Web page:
The Flea (parasite)
Cat flea, Ctenocephalides felis felis
In length, fleas range from 1-3mm and are brown. With compressed bodies, they can swiftly make their way through the fur with little to no difficulty, and their legs are adapted to allow them to jump as high as 16cm.
This pest’s eggs are white and only 0.5mm in length. Once the larva has hatched, maggots will emerge, and, throughout their lifespan, grow, gradually turning cream in colour.
Following a single blood meal, a female flea will lay more than one hundred eggs in cat fur, and any area where this pet may be found. The eggs will fall off after a couple of weeks and hatch; the larvae will then be found in places like animal beds and carpets.
Then, the larva will fashion a cocoon in which to mature and, up to two weeks after, adult fleas will emerge. Though fleas can survive as long as one year without feasting, they will not be able to reproduce if they do not have access to blood meals.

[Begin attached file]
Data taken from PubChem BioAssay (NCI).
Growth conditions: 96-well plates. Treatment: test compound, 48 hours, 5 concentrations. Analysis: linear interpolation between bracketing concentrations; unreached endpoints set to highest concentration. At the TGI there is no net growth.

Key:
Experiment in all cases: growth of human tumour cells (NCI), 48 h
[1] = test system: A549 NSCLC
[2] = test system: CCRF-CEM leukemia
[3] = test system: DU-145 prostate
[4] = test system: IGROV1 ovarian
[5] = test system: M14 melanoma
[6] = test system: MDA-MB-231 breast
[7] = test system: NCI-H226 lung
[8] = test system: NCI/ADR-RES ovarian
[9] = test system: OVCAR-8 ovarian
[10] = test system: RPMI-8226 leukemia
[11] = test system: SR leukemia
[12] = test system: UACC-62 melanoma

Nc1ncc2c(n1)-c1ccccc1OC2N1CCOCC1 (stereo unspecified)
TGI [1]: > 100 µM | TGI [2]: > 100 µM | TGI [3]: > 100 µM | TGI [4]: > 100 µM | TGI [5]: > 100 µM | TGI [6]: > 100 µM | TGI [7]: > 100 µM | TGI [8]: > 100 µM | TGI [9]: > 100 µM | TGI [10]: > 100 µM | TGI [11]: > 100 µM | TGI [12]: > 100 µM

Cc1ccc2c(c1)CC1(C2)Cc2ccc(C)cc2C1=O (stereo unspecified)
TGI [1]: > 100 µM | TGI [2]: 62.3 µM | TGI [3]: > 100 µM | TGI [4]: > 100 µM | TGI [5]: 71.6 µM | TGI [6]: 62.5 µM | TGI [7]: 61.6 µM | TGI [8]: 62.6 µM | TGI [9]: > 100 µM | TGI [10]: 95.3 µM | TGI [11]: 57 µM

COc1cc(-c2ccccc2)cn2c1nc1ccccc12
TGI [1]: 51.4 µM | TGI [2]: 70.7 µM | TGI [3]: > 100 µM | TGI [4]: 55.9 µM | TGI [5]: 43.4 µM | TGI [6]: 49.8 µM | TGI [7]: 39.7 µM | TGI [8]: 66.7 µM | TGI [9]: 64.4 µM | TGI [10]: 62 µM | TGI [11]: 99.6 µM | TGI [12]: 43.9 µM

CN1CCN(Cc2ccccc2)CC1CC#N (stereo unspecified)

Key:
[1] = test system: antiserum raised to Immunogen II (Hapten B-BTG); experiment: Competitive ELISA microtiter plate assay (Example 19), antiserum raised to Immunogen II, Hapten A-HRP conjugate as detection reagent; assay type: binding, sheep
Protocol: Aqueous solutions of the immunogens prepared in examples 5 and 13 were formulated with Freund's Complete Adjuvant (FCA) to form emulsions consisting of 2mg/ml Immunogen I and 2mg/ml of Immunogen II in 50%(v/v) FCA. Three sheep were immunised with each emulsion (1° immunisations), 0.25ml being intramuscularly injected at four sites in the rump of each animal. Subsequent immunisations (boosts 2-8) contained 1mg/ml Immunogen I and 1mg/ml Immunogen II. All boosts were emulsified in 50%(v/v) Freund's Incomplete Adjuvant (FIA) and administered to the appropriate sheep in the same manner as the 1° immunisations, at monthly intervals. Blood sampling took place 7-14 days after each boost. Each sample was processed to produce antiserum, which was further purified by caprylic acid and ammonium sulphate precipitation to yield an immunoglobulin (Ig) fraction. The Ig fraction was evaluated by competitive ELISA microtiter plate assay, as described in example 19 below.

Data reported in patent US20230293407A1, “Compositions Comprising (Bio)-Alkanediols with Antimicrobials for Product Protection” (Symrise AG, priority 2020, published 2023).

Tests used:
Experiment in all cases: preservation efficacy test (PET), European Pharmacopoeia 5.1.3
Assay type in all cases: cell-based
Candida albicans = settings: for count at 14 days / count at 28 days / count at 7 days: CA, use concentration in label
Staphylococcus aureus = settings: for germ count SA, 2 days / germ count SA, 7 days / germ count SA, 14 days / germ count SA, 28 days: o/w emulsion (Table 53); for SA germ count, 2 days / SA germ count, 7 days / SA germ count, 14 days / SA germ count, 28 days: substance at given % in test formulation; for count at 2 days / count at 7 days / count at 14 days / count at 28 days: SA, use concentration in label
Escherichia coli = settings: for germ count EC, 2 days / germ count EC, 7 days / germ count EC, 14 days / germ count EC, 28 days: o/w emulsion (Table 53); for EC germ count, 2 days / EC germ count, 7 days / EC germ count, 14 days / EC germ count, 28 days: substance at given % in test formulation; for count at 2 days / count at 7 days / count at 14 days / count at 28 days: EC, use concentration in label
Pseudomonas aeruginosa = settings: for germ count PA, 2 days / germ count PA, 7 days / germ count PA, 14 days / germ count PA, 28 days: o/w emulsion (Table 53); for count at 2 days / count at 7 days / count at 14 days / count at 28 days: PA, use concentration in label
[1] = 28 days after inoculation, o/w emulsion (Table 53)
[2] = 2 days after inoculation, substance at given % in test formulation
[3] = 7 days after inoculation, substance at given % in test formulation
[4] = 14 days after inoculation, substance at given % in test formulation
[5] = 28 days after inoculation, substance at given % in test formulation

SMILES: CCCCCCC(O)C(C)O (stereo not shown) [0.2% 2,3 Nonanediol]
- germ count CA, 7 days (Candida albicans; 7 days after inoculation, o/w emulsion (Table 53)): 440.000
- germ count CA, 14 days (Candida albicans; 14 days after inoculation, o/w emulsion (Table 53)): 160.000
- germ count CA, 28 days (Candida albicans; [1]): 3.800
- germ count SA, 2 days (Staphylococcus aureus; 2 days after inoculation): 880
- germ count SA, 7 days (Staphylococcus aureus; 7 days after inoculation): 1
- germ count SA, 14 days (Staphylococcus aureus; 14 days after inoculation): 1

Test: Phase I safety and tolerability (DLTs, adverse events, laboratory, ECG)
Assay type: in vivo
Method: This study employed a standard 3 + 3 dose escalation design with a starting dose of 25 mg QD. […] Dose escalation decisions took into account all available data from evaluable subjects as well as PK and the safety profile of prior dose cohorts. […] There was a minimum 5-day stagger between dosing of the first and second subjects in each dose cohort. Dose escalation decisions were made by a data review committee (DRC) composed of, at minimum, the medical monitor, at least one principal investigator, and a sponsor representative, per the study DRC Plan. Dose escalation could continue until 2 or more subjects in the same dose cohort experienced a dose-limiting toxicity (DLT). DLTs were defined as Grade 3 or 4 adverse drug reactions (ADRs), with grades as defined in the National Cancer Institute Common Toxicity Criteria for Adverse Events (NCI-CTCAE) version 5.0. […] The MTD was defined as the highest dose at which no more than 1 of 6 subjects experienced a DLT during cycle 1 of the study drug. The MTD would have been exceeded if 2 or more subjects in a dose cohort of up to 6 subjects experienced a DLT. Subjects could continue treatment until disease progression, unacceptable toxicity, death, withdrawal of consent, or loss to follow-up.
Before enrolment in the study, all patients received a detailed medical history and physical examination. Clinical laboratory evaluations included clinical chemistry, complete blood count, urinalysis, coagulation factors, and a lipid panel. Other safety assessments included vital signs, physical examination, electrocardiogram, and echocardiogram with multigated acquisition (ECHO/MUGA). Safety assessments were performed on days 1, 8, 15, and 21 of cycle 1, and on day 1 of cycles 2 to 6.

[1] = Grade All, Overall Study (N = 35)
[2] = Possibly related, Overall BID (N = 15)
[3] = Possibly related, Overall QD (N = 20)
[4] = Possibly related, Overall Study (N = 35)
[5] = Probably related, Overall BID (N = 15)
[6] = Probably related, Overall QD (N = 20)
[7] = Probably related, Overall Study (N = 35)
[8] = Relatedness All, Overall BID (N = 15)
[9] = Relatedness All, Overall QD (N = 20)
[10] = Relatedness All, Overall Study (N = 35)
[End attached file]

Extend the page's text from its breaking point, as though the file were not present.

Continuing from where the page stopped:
Also, humans can be bitten by this pest, but they will not reproduce with this host.
This pest can carry and pass on diseases, as well as parasitic worms. For example, dog and cat fleas play host to dog tapeworm, and this can be passed to humans too. Though the UK isn’t famous for diseases transmitted via fleas, they do bite and leave behind red, irritated spots on the skin.
How They Live
Larvae survive in dark locations with high humidity, which includes pet bedding and carpets. In total, larvae will become adults within four weeks of hatching though this may vary depending on environmental factors. Typically speaking, they will stay a pupa during the cold winter months and will only emerge if they sense the movement of a possible host.
If you’ve invested in flea pest control in London, please see the below guidelines for preparing the property for treatment:
- Make sure there are no small items on the floor
- Vacuum clean the entire house before disposing safely of the bag
- Keep in mind that during treatment, all carpets will be sprayed, and you must vacate the property for a minimum of four hours (this includes pets)
- Following flea control treatment, avoid vacuum cleaning the property for at least two weeks
Below we have compiled some general advice too:
- Invest in a flea collar for your pet
- Thoroughly check your pet for any signs of fleas, as well as brushing them down with a specialist comb and treating them with a suitable, approved product
- Stick to best hygiene practices
- Regularly treat your pet’s bedding
Or, if you need to speak to an expert about flea control for your London home, get in touch today. We’d be happy to help.